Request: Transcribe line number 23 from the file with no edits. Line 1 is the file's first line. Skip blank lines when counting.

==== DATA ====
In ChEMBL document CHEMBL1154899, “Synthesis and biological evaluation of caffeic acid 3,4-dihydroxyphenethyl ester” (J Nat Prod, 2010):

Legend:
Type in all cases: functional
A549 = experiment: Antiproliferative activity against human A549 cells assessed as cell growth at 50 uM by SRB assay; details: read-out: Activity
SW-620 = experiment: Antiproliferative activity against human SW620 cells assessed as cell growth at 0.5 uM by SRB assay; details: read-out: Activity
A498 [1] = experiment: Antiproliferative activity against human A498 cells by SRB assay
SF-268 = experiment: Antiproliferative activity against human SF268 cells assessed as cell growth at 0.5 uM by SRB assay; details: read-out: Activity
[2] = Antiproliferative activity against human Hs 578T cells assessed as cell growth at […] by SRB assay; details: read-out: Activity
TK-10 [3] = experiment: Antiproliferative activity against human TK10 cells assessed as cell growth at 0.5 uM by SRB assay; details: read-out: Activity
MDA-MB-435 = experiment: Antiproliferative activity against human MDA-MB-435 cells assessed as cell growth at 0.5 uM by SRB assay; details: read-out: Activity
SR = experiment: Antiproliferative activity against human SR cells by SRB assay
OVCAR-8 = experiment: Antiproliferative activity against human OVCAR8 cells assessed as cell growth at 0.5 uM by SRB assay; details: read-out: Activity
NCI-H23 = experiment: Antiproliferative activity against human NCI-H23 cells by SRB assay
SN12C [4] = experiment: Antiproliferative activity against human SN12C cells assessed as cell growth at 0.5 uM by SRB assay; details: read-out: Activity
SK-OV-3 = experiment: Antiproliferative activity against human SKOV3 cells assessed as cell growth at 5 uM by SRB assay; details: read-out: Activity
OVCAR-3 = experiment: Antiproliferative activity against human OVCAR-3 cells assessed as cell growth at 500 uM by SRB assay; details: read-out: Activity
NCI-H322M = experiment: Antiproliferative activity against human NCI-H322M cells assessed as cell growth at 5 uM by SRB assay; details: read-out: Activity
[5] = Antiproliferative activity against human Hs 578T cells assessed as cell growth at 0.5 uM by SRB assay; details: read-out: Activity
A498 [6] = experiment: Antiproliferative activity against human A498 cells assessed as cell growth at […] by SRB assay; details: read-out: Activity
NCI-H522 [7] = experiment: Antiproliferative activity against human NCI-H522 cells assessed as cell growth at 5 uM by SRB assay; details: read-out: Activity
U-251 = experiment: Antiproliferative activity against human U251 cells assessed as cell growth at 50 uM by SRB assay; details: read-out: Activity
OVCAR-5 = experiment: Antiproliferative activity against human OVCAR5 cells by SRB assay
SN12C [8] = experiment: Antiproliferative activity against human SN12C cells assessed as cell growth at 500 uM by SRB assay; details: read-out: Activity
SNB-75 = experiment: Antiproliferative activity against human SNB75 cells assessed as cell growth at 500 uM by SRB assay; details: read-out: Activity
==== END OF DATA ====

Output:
SN12C [8] = experiment: Antiproliferative activity against human SN12C cells assessed as cell growth at 500 uM by SRB assay; details: read-out: Activity